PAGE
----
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Preventing worker deaths from trench cave-ins (supersedes 2011-180).
Cincinnati, OH: U.S. Department of Health and Human Services, Public Health Service, Centers for Disease Control and Prevention, National Institute for Occupational Safety and Health, DHHS (NIOSH) Publication No. 2011-208, 2011 Sep; :1-4
Workers are at risk of death from cave-ins during trenching and excavation activities. NIOSH recommends engineering controls, protective equipment, and safe work practices to minimize hazards for workers. Workers who dig or excavate trenches are at risk of death if they enter an unprotected trench and the walls collapse. However, hazards associated with trench work and excavation are well defined and preventable. The OSHA standard for excavation and trenching, known as 29 CFR* 1926 Subpart P, describes the precautions needed for safe excavation work. There is no reliable warning when a trench fails. The walls can collapse suddenly, and workers will not have time to move out of the way. Even though small amounts of dirt may not seem treacherous, a single cubic yard of dirt can weigh more than 3,000 pounds, which can fatally crush or suffocate workers [Deatherage et al. 2004]. Even small, solid pieces of dirt can cause serious injuries. From 2000-2009, 350 workers died in trenching or excavation cave-ins-an average of 35 fatalities per year [BLS 2010]. Most incidents involve excavation work or “water, sewer, pipeline, and communications and power-line construction” [CDC 2004]. An analysis of OSHA data from 1997-2001 showed that 64% of fatalities in trenches occurred at depths of less than 10 feet [Arboleda and Abraham 2004]. Lack of a protective system was the leading cause of trench-related fatalities in a review of OSHA inspections [Deatherage et al. 2004]. OSHA requires that all excavations 5 feet deep or greater make use of one of the following protective system options (see Figure 1): (1) sloping the ground; (2) benching the ground;† (3) shoring the trench with supports such as planking or hydraulic jacks, or (4) shielding the trench (using a trench box). Workers should never enter a trench that does not have a protective system in place designed and installed by a competent person. Factors such as type of soil, water content of soil, environmental conditions, proximity to previously backfilled excavations, weight of heavy equipment or tools, and vibrations from machines and motor vehicles can greatly affect soil stability and the hazards that workers face. When the sides of trenches are shored, the type of soil and width and depth of the trench affect how far apart the supports should be spaced. Different OSHA regulations apply to the different types of supports used for shoring. Consult 29 CFR 1926 Subpart P Appendices C and D for more information. Appendix F provides a flow diagram for making decisions. Section V, Chapter 2 of the OSHA Technical Manual provides a guide on recognizing and preventing trenching and shoring hazards.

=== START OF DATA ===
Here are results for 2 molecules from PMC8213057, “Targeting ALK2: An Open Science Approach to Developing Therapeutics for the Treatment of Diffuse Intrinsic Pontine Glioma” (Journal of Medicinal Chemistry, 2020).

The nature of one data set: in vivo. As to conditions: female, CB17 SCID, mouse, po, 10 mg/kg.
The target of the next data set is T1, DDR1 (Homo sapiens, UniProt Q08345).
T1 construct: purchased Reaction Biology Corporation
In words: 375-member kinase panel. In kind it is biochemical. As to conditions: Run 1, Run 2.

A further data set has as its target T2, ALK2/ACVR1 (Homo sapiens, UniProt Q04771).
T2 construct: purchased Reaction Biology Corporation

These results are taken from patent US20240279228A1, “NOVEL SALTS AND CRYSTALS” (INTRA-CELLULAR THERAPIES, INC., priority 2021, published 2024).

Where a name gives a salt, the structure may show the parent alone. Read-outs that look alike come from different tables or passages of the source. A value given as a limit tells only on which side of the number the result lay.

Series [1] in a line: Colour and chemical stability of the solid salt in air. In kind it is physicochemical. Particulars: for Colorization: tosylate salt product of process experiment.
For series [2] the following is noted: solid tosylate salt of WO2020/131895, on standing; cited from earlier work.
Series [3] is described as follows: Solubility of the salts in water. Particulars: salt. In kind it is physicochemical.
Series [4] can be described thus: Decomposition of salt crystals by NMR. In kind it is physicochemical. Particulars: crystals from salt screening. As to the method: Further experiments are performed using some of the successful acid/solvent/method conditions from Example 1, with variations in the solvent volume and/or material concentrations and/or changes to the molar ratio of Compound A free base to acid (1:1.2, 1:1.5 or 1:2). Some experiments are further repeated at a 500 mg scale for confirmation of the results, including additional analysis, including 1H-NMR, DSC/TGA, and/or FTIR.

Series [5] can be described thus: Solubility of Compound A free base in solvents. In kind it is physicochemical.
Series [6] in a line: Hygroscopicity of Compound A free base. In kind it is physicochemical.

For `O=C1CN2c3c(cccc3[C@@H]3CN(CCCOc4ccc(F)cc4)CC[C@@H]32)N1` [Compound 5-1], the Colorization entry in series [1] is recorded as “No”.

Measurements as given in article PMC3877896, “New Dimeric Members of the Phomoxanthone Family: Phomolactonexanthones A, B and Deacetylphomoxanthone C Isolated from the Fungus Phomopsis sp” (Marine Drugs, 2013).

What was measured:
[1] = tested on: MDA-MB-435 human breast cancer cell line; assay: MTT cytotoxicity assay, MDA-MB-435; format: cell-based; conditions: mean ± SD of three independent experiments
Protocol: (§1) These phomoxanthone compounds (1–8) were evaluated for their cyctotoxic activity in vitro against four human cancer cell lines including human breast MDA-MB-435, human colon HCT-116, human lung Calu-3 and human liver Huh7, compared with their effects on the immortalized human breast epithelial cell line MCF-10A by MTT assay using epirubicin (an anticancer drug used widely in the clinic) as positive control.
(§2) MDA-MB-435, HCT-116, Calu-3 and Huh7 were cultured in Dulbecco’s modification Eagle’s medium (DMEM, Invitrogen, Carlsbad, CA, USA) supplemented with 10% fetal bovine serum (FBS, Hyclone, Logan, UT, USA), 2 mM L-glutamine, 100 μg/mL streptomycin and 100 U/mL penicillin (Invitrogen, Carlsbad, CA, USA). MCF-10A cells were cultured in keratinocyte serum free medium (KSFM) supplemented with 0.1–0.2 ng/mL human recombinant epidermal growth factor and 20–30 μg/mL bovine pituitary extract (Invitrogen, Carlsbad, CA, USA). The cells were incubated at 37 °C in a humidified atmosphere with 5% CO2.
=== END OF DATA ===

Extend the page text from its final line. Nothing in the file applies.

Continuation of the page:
Construction; Construction-workers; Excavation-equipment; Ground-control; Ground-stability; Mortality-data; Mortality-rates; Regulations; Engineering-controls; Environmental-control-equipment; Personal-protective-equipment; Work-practices; Work-environment; Safety-measures; Safety-practices; Injury-prevention; Occupational-hazards; Industrial-engineering; Industrial-hazards; Case-studies
Numbered Publication; Workplace Solutions
NTIS Accession No.
DHHS (NIOSH) Publication No. 2011-208; B10122011
National Institute for Occupational Safety and Health
Page last reviewed: May 5, 2020
Content source: National Institute for Occupational Safety and Health Education and Information Division